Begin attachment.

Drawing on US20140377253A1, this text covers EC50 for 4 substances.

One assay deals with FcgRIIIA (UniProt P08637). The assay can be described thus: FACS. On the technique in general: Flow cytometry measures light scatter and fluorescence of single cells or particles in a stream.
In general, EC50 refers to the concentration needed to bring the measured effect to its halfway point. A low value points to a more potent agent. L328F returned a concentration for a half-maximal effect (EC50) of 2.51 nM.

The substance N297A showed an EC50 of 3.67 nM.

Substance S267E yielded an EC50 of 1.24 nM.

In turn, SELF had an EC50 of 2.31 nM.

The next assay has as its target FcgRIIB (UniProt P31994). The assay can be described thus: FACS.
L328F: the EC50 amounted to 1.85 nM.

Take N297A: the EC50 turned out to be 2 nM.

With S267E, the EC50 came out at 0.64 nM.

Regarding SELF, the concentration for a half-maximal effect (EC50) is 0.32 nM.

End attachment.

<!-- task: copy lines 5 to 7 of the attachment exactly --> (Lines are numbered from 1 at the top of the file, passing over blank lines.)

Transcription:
Substance S267E yielded an EC50 of 1.24 nM.

In turn, SELF had an EC50 of 2.31 nM.

The next assay has as its target FcgRIIB (UniProt P31994). The assay can be described thus: FACS.